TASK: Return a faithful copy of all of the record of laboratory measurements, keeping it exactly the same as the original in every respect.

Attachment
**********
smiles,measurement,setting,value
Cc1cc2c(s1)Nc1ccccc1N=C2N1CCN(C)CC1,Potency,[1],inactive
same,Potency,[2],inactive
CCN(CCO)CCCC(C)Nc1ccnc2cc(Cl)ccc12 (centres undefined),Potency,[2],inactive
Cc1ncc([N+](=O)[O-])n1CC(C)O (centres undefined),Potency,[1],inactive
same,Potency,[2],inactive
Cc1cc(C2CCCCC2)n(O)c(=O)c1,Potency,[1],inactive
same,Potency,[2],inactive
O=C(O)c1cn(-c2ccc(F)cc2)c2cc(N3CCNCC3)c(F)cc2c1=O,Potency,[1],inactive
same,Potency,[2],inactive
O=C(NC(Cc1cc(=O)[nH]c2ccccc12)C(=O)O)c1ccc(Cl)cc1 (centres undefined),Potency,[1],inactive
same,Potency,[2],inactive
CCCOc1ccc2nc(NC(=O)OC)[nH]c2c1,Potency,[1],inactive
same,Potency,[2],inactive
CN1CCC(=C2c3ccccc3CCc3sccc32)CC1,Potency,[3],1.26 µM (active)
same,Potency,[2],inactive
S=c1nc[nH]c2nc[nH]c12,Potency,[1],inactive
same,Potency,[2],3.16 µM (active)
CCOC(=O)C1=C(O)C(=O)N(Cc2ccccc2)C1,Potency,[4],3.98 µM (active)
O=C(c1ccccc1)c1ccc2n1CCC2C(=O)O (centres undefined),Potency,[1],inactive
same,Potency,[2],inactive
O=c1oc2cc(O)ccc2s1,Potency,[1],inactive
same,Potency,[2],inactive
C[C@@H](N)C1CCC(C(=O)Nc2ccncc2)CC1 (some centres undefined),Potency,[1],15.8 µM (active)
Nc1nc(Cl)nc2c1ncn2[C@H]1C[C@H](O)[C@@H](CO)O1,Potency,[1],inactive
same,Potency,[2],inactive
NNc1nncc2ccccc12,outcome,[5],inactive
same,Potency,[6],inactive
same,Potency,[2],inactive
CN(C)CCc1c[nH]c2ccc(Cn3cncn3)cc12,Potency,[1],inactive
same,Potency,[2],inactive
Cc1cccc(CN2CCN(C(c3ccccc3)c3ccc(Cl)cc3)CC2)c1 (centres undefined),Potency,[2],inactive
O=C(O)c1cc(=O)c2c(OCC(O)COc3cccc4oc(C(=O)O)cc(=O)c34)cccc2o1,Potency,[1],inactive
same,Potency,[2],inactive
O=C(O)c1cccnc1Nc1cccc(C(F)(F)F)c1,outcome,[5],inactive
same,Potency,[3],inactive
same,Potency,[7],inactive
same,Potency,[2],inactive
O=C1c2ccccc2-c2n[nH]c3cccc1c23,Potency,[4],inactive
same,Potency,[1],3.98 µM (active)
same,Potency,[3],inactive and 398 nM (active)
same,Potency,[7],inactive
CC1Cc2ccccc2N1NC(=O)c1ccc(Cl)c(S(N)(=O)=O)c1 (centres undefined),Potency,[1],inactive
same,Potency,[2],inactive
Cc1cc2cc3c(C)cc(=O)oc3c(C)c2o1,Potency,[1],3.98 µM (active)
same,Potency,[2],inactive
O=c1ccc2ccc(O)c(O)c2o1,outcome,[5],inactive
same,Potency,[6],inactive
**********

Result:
smiles,measurement,setting,value
Cc1cc2c(s1)Nc1ccccc1N=C2N1CCN(C)CC1,Potency,[1],inactive
same,Potency,[2],inactive
CCN(CCO)CCCC(C)Nc1ccnc2cc(Cl)ccc12 (centres undefined),Potency,[2],inactive
Cc1ncc([N+](=O)[O-])n1CC(C)O (centres undefined),Potency,[1],inactive
same,Potency,[2],inactive
Cc1cc(C2CCCCC2)n(O)c(=O)c1,Potency,[1],inactive
same,Potency,[2],inactive
O=C(O)c1cn(-c2ccc(F)cc2)c2cc(N3CCNCC3)c(F)cc2c1=O,Potency,[1],inactive
same,Potency,[2],inactive
O=C(NC(Cc1cc(=O)[nH]c2ccccc12)C(=O)O)c1ccc(Cl)cc1 (centres undefined),Potency,[1],inactive
same,Potency,[2],inactive
CCCOc1ccc2nc(NC(=O)OC)[nH]c2c1,Potency,[1],inactive
same,Potency,[2],inactive
CN1CCC(=C2c3ccccc3CCc3sccc32)CC1,Potency,[3],1.26 µM (active)
same,Potency,[2],inactive
S=c1nc[nH]c2nc[nH]c12,Potency,[1],inactive
same,Potency,[2],3.16 µM (active)
CCOC(=O)C1=C(O)C(=O)N(Cc2ccccc2)C1,Potency,[4],3.98 µM (active)
O=C(c1ccccc1)c1ccc2n1CCC2C(=O)O (centres undefined),Potency,[1],inactive
same,Potency,[2],inactive
O=c1oc2cc(O)ccc2s1,Potency,[1],inactive
same,Potency,[2],inactive
C[C@@H](N)C1CCC(C(=O)Nc2ccncc2)CC1 (some centres undefined),Potency,[1],15.8 µM (active)
Nc1nc(Cl)nc2c1ncn2[C@H]1C[C@H](O)[C@@H](CO)O1,Potency,[1],inactive
same,Potency,[2],inactive
NNc1nncc2ccccc12,outcome,[5],inactive
same,Potency,[6],inactive
same,Potency,[2],inactive
CN(C)CCc1c[nH]c2ccc(Cn3cncn3)cc12,Potency,[1],inactive
same,Potency,[2],inactive
Cc1cccc(CN2CCN(C(c3ccccc3)c3ccc(Cl)cc3)CC2)c1 (centres undefined),Potency,[2],inactive
O=C(O)c1cc(=O)c2c(OCC(O)COc3cccc4oc(C(=O)O)cc(=O)c34)cccc2o1,Potency,[1],inactive
same,Potency,[2],inactive
O=C(O)c1cccnc1Nc1cccc(C(F)(F)F)c1,outcome,[5],inactive
same,Potency,[3],inactive
same,Potency,[7],inactive
same,Potency,[2],inactive
O=C1c2ccccc2-c2n[nH]c3cccc1c23,Potency,[4],inactive
same,Potency,[1],3.98 µM (active)
same,Potency,[3],inactive and 398 nM (active)
same,Potency,[7],inactive
CC1Cc2ccccc2N1NC(=O)c1ccc(Cl)c(S(N)(=O)=O)c1 (centres undefined),Potency,[1],inactive
same,Potency,[2],inactive
Cc1cc2cc3c(C)cc(=O)oc3c(C)c2o1,Potency,[1],3.98 µM (active)
same,Potency,[2],inactive
O=c1ccc2ccc(O)c(O)c2o1,outcome,[5],inactive
same,Potency,[6],inactive